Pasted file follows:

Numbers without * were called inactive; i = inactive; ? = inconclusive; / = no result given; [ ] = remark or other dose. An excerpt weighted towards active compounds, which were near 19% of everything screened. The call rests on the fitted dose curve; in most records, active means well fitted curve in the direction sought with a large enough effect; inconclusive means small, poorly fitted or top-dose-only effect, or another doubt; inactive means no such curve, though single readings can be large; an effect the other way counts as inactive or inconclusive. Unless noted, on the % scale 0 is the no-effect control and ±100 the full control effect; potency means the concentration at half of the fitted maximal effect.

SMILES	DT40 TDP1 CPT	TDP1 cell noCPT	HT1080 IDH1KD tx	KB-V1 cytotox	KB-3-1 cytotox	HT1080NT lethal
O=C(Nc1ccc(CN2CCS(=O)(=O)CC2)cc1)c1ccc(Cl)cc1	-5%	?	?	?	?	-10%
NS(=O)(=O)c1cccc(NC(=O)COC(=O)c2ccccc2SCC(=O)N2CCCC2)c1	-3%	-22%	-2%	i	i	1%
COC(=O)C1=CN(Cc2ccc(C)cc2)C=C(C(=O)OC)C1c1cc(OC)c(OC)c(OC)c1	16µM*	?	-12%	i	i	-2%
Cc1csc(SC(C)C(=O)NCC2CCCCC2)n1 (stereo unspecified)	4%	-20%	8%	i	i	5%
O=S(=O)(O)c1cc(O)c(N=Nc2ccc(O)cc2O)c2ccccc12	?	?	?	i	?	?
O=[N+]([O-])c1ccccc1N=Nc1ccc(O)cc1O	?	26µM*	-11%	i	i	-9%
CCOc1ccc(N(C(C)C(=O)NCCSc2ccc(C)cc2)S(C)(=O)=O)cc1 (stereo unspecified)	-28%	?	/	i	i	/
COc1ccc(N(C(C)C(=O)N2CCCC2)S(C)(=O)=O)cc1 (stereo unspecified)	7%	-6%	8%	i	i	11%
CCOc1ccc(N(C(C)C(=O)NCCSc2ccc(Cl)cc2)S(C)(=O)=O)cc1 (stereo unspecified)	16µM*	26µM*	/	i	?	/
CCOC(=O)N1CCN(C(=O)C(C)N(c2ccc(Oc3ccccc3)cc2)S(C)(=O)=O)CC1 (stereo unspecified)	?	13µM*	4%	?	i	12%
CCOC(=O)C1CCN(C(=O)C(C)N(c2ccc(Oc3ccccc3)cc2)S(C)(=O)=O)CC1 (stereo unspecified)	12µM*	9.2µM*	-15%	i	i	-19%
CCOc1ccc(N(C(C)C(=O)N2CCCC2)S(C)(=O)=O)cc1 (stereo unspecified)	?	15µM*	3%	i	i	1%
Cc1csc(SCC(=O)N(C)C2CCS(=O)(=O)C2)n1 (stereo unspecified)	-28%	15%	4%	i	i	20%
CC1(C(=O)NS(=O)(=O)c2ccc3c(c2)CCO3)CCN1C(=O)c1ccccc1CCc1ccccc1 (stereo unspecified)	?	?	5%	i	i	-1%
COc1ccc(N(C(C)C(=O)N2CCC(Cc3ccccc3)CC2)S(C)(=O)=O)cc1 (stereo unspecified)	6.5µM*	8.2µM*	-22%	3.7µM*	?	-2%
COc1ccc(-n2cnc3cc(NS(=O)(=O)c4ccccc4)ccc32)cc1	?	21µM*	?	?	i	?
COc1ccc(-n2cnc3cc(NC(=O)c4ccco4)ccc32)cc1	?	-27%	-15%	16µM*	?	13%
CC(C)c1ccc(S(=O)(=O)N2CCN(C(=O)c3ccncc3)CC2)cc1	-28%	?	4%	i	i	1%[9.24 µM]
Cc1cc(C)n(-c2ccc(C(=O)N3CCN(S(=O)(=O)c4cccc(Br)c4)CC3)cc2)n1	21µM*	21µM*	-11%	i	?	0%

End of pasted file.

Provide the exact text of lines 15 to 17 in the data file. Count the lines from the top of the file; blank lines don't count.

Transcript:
Cc1csc(SCC(=O)N(C)C2CCS(=O)(=O)C2)n1 (stereo unspecified)	-28%	15%	4%	i	i	20%
CC1(C(=O)NS(=O)(=O)c2ccc3c(c2)CCO3)CCN1C(=O)c1ccccc1CCc1ccccc1 (stereo unspecified)	?	?	5%	i	i	-1%
COc1ccc(N(C(C)C(=O)N2CCC(Cc3ccccc3)CC2)S(C)(=O)=O)cc1 (stereo unspecified)	6.5µM*	8.2µM*	-22%	3.7µM*	?	-2%